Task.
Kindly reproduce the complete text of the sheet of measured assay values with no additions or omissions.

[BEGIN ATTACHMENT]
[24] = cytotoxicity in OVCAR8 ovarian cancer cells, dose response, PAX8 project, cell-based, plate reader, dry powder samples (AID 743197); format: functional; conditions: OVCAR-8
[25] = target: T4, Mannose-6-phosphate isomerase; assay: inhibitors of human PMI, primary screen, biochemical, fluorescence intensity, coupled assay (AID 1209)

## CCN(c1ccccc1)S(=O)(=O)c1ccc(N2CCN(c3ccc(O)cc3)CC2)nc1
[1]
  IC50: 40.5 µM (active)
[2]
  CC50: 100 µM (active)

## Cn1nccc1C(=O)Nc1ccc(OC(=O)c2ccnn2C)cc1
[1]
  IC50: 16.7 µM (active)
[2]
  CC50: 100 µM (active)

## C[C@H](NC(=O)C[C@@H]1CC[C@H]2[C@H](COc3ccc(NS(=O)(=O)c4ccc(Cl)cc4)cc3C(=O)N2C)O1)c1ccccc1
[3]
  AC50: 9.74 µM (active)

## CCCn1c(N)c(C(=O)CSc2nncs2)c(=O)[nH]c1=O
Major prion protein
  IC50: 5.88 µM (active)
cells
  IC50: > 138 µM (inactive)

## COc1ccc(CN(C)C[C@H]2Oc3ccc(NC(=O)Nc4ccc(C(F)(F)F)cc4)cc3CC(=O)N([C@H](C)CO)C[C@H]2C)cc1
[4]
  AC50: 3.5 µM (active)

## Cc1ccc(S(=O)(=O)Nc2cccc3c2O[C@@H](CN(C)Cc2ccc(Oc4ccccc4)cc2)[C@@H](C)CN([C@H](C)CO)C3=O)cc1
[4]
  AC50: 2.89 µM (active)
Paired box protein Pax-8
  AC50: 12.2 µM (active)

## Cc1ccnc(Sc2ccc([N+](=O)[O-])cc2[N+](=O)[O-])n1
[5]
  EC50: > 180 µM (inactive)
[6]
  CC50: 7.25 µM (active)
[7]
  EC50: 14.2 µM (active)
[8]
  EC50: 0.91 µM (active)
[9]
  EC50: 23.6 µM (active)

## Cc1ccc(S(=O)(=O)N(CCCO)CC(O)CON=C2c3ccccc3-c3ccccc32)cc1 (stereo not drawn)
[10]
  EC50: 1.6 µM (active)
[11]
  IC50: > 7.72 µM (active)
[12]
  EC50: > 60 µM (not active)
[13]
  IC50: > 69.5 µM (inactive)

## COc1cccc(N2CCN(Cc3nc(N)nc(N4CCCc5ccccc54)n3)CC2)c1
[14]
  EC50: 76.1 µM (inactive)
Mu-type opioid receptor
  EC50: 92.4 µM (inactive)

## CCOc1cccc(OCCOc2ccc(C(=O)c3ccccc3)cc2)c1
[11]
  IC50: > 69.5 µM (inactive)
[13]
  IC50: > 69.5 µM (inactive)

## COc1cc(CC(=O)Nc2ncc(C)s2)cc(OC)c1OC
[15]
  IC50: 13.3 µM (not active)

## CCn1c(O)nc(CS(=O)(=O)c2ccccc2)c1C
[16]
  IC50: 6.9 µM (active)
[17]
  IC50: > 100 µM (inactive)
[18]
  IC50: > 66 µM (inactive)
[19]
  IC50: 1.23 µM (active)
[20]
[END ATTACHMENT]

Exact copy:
[24] = cytotoxicity in OVCAR8 ovarian cancer cells, dose response, PAX8 project, cell-based, plate reader, dry powder samples (AID 743197); format: functional; conditions: OVCAR-8
[25] = target: T4, Mannose-6-phosphate isomerase; assay: inhibitors of human PMI, primary screen, biochemical, fluorescence intensity, coupled assay (AID 1209)

## CCN(c1ccccc1)S(=O)(=O)c1ccc(N2CCN(c3ccc(O)cc3)CC2)nc1
[1]
  IC50: 40.5 µM (active)
[2]
  CC50: 100 µM (active)

## Cn1nccc1C(=O)Nc1ccc(OC(=O)c2ccnn2C)cc1
[1]
  IC50: 16.7 µM (active)
[2]
  CC50: 100 µM (active)

## C[C@H](NC(=O)C[C@@H]1CC[C@H]2[C@H](COc3ccc(NS(=O)(=O)c4ccc(Cl)cc4)cc3C(=O)N2C)O1)c1ccccc1
[3]
  AC50: 9.74 µM (active)

## CCCn1c(N)c(C(=O)CSc2nncs2)c(=O)[nH]c1=O
Major prion protein
  IC50: 5.88 µM (active)
cells
  IC50: > 138 µM (inactive)

## COc1ccc(CN(C)C[C@H]2Oc3ccc(NC(=O)Nc4ccc(C(F)(F)F)cc4)cc3CC(=O)N([C@H](C)CO)C[C@H]2C)cc1
[4]
  AC50: 3.5 µM (active)

## Cc1ccc(S(=O)(=O)Nc2cccc3c2O[C@@H](CN(C)Cc2ccc(Oc4ccccc4)cc2)[C@@H](C)CN([C@H](C)CO)C3=O)cc1
[4]
  AC50: 2.89 µM (active)
Paired box protein Pax-8
  AC50: 12.2 µM (active)

## Cc1ccnc(Sc2ccc([N+](=O)[O-])cc2[N+](=O)[O-])n1
[5]
  EC50: > 180 µM (inactive)
[6]
  CC50: 7.25 µM (active)
[7]
  EC50: 14.2 µM (active)
[8]
  EC50: 0.91 µM (active)
[9]
  EC50: 23.6 µM (active)

## Cc1ccc(S(=O)(=O)N(CCCO)CC(O)CON=C2c3ccccc3-c3ccccc32)cc1 (stereo not drawn)
[10]
  EC50: 1.6 µM (active)
[11]
  IC50: > 7.72 µM (active)
[12]
  EC50: > 60 µM (not active)
[13]
  IC50: > 69.5 µM (inactive)

## COc1cccc(N2CCN(Cc3nc(N)nc(N4CCCc5ccccc54)n3)CC2)c1
[14]
  EC50: 76.1 µM (inactive)
Mu-type opioid receptor
  EC50: 92.4 µM (inactive)

## CCOc1cccc(OCCOc2ccc(C(=O)c3ccccc3)cc2)c1
[11]
  IC50: > 69.5 µM (inactive)
[13]
  IC50: > 69.5 µM (inactive)

## COc1cc(CC(=O)Nc2ncc(C)s2)cc(OC)c1OC
[15]
  IC50: 13.3 µM (not active)

## CCn1c(O)nc(CS(=O)(=O)c2ccccc2)c1C
[16]
  IC50: 6.9 µM (active)
[17]
  IC50: > 100 µM (inactive)
[18]
  IC50: > 66 µM (inactive)
[19]
  IC50: 1.23 µM (active)
[20]